POETRY: For the Fat of Mindby Carol Wierzbicki
Jerome Sala, Look Slimmer Instantly! (Soft Skull Press, 2005)
Stephen Paul Miller, Skinny Eighth Avenue (Marsh Hawk Press, 2005)
Like all good mass-marketed products, Jerome Sala’s Look Slimmer Instantly! (Soft Skull Press, 2005) comes with a disclaimer:
A poem is not a role model.
So this poem won’t
make you rich like me.
Celebrity athletes, direct-mail promo copy, popular sitcoms, even business lunches—these are the deliciously weird found objects Sala, a veteran of the advertising world, chooses to dissect, in all their unintentional irony. A script for a TV commercial markets a poem as if it were a car. Characters from “The Dick Van Dyke Show” are ruthlessly psychoanalyzed.
Sala enjoys exploring the interplay between media, pop culture, and poetry. “Sometimes, I’m wondering about what would happen if modernist poetry were translated into today’s world; for example, what if you still had something like imagist or objectivist poetry, but the images and objects were all from pop culture and media (instead of ‘nature’)?” he said. “I also wanted to experiment with writing political poems that had an almost agit-prop quality.”
Sala describes the book’s title as connoting “the ‘quick fix’ that advertising promises,” and suggesting that “poetry could be utilitarian in some unknown, crass way.” Despite the poems’ often satirical jabs, however, Sala hopes that “I never come off as being above the material. I’m trying to portray a mind that’s just as brainwashed as anyone’s by capitalist myths.”
Yanked out of its natural habitat—the glossy magazine page, the billboard, junk mail—and laid out in bare, minimalist lines, the feel-good marketing-speak of our capitalist world becomes a commentary on our so-called socioeconomic “values,” as in the poem, “The New School Catalog”:
on the cover we are promised
“a world of ideas”
you need a world
in a “global economy”
do the trick
and what is the trick?
the start you want
on your new career
the global economy
forced you to think about
when your boss
and started talking
What will appeal to readers (discriminating readers, if one were to think in ad-copy terms) is the coolness with which Sala deconstructs our familiar entertainments and creature comforts; the effect is both unsettling and hilarious.
One does not expect to be moved by work from a post-post-modernist, but Sala is not alone among his contemporaries. Sala is now in process at the NYU American Studies from which Stephen Paul Miller earned his PHD. Miller, an English professor at St. John’s University, titled his PhD dissertation: Three Self-Consuming Mechanisms of the Mid-Seventies: John Ashbery’s “Self-Portrait in a Convex Mirror,” the Watergate Affair, and Jasper Johns’ Crosshatching Paintings. Like Sala, Miller’s Skinny Eighth Avenue (Marsh Hawk Press, 2005) employs wordplay and stream-of-consciousness writing to wrestle with poetic and human concerns.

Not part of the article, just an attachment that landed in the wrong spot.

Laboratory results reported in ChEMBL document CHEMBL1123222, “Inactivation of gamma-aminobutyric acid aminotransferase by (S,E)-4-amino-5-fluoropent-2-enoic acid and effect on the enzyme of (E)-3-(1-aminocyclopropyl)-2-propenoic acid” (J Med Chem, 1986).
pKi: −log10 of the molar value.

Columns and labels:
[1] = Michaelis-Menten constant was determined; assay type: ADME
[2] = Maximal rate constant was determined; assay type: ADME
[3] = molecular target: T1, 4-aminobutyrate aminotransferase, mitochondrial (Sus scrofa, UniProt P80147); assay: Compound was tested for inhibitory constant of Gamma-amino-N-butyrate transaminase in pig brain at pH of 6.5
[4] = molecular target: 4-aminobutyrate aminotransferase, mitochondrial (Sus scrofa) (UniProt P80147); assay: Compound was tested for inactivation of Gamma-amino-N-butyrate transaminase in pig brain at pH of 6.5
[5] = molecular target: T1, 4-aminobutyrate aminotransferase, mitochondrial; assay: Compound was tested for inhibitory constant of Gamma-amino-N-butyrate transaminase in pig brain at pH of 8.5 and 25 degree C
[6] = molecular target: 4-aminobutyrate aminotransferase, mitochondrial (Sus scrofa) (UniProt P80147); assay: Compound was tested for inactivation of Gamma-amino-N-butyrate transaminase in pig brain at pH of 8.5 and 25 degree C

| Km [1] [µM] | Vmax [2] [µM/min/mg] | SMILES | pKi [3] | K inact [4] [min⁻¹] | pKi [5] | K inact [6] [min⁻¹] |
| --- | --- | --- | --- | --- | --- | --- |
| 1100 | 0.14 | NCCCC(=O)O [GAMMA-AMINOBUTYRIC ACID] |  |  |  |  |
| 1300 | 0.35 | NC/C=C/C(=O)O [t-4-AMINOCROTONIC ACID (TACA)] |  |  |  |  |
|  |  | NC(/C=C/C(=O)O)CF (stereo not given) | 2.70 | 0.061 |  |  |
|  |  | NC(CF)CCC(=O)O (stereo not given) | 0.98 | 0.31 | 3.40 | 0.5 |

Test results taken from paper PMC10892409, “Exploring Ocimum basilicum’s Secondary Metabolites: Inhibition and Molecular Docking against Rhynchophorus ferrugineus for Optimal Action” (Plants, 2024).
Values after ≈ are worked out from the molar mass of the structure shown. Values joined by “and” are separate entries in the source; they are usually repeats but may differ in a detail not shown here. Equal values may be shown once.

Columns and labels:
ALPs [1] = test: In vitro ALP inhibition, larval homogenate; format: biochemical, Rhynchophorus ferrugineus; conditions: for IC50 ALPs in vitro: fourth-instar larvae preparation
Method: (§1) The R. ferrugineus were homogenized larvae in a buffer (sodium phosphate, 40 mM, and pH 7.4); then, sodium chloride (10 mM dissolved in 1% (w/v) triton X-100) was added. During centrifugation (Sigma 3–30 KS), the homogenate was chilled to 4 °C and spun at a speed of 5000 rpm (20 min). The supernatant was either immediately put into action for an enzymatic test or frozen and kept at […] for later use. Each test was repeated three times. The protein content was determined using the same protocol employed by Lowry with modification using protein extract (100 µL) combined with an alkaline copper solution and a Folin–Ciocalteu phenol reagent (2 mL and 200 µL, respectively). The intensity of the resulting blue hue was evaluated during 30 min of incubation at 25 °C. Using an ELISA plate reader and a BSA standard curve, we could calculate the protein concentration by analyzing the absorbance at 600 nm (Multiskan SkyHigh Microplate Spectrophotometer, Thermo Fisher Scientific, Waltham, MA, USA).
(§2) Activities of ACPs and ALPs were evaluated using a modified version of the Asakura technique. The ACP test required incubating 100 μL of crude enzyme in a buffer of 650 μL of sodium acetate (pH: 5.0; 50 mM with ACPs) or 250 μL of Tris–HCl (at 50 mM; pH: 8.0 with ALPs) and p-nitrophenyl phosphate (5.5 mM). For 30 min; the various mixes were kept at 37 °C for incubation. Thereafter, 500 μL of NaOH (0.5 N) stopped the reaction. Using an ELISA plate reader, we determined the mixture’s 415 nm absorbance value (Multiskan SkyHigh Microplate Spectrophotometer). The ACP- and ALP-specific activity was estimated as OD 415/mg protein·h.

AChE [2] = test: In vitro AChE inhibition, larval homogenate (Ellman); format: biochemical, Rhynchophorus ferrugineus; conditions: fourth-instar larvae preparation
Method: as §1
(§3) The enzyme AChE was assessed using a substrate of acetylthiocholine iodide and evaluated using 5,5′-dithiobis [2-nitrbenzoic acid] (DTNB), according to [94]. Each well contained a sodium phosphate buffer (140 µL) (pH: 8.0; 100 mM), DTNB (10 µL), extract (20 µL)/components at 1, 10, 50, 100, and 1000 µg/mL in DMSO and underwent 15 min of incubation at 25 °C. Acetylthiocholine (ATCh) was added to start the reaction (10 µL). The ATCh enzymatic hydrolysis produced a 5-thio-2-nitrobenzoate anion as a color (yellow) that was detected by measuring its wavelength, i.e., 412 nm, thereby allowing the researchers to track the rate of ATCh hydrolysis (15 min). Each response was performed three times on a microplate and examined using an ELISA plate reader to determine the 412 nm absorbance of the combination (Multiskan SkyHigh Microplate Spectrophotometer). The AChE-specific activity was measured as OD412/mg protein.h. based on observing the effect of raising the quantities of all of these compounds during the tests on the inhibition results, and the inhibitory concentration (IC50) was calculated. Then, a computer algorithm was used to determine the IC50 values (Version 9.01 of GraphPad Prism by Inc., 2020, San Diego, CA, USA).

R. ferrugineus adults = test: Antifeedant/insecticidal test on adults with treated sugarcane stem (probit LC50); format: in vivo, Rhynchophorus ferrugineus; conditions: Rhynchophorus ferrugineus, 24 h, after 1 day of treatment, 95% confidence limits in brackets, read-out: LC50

The first poem in Skinny Eighth Avenue, laid out in rambling, jagged lines, leads the reader to expect a language poem, but is in fact surprisingly confessional. Forgotten discount coupons to Sea World necessitate a trip back to the hotel to retrieve them, sparking a meditation that is by turns bemused and passionate, and that ranges over a vast emotional landscape populated by Reaganomics, the Holocaust, The New Deal, Iraq, suburbia, and the politics of academia, but also ’60s nostalgia and the poet’s relationship with his son:
Why are we in California anyway? To me California means
back to the Garden—
but more immediately I’m here
to cheer my son.
Risa tells me her sister
has what my wife has
and her nephew Ray
thinks Risa’s his mother.
On the highway,
I point at a Red Lobster
and remind Noah
how Mommy liked
going there with us.
He doesn’t want to remember.
Sometimes Miller’s objectivity and tenderness conflate in one brilliant line; in the same poem, he declares:
Noah’s [sand] castle is the only one with formal
Noah and I have collaborated
on a marvelously imperfect meta-vacation.
External forces come into play in the political poems. “I wrote ‘Iraq Iran the Clock’ the day before the U.S. started bombing Iraq, going on the assumption that this was going to be a disaster,” Miller said. The voting debacle of the 2000 elections is also a recurring theme.
According to Miller, the book’s title is informed by the contradictory notion of a wide avenue being “skinny,” setting up a dynamic tension that drives the poems. Also, he noted, “the number eight turned on its side is the symbol for infinity,” and the limitation connoted by “skinny” contrasts with the notion of limitlessness.
The Ferlinghetti-esque manner in which Miller’s language trails off into flip asides and non-sequiturs—as if the speaker were becoming choked with emotion when he finds his experiences and memories confounding coherent speech—is uniquely affecting. Miller has redefined the confessional poem, and it’s all about juxtaposition, baby.
Carol Wierzbickiis the editor of the forthcoming anthology, The Worst Book I Ever Read.